Believe it or not, seniors fear running out of cash more than they fear dying.
Also, retirees who have constructed a nest egg have valid justifications to be concerned, since the traditional ways to plan for retirement may mean income can no longer cover expenses. Some retirees are now tapping their principal to make a decent living, pressed for time between decreasing investment balances and longer life expectancies.
In today's economic environment, traditional income investments are not working.
For many years, bonds or other fixed-income assets could produce the yield needed to provide solid income for retirement needs. However, these yields have dwindled over time: 10-year Treasury bond rates in the late 1990s were around 6.50%, but today, that rate is a thing of the past, with a slim likelihood of rates making a comeback in the foreseeable future.
While this yield reduction may not seem drastic, it adds up: for a $1 million investment in 10-year Treasuries, the rate drop means a difference in yield of more than $1 million.
And lower bond yields aren't the only potential problem seniors are facing. Today's retirees aren't feeling as secure as they once did about Social Security, either. Benefit checks will still be coming for the foreseeable future, but based on current estimates, Social Security funds will run out of money in 2035.
So what can retirees do? You could dramatically reduce your expenses, and go out on a limb hoping your Social Security benefits don't diminish. On the other hand, you could opt for an alternative investment that gives a steady, higher-rate income stream to supplant lessening bond yields.
Invest in Dividend Stocks
As we see it, dividend-paying stocks from generally low-risk, top notch companies are a brilliant way to create steady and solid income streams to supplant low risk, low yielding Treasury and fixed-income alternatives.
Look for stocks that have paid steady, increasing dividends for years (or decades), and have not cut their dividends even during recessions.
Going beyond those familiar names, you can find excellent dividend-paying stocks by following a few guidelines. Look for companies that pay a dividend yield of around 3%, with positive annual dividend growth. The growth rate is key to help combat the effects of inflation.
Here are three dividend-paying stocks retirees should consider for their nest egg portfolio.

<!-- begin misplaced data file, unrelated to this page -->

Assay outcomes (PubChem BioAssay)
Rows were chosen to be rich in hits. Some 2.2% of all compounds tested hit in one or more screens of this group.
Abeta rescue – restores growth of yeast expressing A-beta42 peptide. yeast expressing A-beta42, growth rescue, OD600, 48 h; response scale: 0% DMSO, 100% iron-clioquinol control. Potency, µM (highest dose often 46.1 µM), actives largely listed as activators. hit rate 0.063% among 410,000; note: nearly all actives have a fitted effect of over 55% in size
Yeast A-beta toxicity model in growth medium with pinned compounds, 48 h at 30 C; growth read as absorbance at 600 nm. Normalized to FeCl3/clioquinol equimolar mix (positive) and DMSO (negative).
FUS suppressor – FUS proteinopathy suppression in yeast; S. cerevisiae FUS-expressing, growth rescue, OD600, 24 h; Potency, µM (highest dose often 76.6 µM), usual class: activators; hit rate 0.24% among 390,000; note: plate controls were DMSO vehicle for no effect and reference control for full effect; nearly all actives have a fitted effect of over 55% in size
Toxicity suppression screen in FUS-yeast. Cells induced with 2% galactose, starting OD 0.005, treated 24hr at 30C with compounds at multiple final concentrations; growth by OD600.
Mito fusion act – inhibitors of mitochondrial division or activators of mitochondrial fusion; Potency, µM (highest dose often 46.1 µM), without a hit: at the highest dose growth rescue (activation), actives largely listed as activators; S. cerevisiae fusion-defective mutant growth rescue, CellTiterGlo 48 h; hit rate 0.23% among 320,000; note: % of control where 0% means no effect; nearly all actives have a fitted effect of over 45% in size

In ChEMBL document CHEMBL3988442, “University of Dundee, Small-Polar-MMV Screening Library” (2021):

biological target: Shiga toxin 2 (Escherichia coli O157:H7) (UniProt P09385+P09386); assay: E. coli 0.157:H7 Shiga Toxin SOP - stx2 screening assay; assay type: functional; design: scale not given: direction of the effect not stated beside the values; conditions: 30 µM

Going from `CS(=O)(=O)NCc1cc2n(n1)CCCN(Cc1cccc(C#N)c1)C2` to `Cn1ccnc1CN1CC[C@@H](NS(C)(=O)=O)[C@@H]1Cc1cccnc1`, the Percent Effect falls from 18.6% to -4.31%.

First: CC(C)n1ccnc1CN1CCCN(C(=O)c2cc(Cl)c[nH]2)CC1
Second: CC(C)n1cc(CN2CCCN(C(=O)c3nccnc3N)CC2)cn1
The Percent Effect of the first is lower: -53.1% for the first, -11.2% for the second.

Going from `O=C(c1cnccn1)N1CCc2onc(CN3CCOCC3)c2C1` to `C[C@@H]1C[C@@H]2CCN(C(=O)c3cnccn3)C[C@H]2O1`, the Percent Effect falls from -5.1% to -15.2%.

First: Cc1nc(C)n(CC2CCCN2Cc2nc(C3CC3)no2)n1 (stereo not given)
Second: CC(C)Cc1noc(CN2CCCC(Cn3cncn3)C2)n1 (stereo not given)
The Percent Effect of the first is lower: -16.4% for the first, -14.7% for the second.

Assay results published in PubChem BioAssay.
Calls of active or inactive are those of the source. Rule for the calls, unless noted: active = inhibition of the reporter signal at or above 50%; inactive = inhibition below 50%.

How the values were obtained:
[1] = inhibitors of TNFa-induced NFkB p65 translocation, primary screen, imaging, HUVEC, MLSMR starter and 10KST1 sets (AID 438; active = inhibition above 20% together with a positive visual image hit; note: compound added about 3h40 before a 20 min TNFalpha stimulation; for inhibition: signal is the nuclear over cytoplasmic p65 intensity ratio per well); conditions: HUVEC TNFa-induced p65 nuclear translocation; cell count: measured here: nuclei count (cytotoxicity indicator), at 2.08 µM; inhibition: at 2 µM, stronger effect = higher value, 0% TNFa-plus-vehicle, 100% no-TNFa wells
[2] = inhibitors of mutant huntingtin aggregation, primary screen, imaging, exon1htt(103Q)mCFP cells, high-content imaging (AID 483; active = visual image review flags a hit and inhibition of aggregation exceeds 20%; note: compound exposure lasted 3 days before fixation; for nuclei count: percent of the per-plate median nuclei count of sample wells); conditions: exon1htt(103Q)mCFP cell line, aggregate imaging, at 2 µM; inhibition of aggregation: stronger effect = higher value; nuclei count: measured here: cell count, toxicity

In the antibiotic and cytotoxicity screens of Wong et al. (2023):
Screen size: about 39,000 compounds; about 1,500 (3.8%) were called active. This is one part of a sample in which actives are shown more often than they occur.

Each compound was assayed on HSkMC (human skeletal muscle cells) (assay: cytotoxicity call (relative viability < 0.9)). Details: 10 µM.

Bank of America ( is currently shelling out a dividend of $0.24 per share, with a dividend yield of 3.33%. This compares to the Banks - Major Regional industry's yield of 4.44% and the S&P 500's yield of 1.7%. The company's annualized dividend growth in the past year was 4.76%. BAC Quick Quote BAC - Free Report) Check Bank of America ( BAC Quick Quote BAC - Free Report) dividend history here>>> Brixmor Property ( is paying out a dividend of $0.26 per share at the moment, with a dividend yield of 4.54% compared to the REIT and Equity Trust - Retail industry's yield of 4.37% and the S&P 500's yield. The annualized dividend growth of the company was 8.33% over the past year. BRX Quick Quote BRX - Free Report) Check Brixmor Property ( BRX Quick Quote BRX - Free Report) dividend history here>>>
Currently paying a dividend of $0.76 per share,
Heartland BancCorp. ( has a dividend yield of 3.53%. This is compared to the Banks - Midwest industry's yield of 3.53% and the S&P 500's current yield. Annualized dividend growth for the company in the past year was 10%. HLAN Quick Quote HLAN - Free Report) Check Heartland BancCorp. ( HLAN Quick Quote HLAN - Free Report) dividend history here>>> But aren't stocks generally more risky than bonds?
Yes, that's true. As a broad category, bonds carry less risk than stocks. However, the stocks we are talking about - dividend -paying stocks from high-quality companies - can generate income over time and also mitigate the overall volatility of your portfolio compared to the stock market as a whole.
An advantage of owning dividend stocks for your retirement nest egg is that numerous companies, particularly blue chip stocks, raise their dividends over time, helping alleviate the impact of inflation on your potential retirement income.
Thinking about dividend-focused mutual funds or ETFs? Watch out for fees.
If you prefer investing in funds or ETFs compared to individual stocks, you can still pursue a dividend income strategy. However, it's important to know the fees charged by each fund or ETF, which can ultimately reduce your dividend income, working against your strategy. Do your homework and make sure you know the fees charged by any fund before you invest.
Pursuing a dividend investing strategy can help protect your retirement portfolio. Whether you choose to invest in stocks or through low-fee mutual funds or ETFs, this approach can potentially help you achieve a more secure and enjoyable retirement.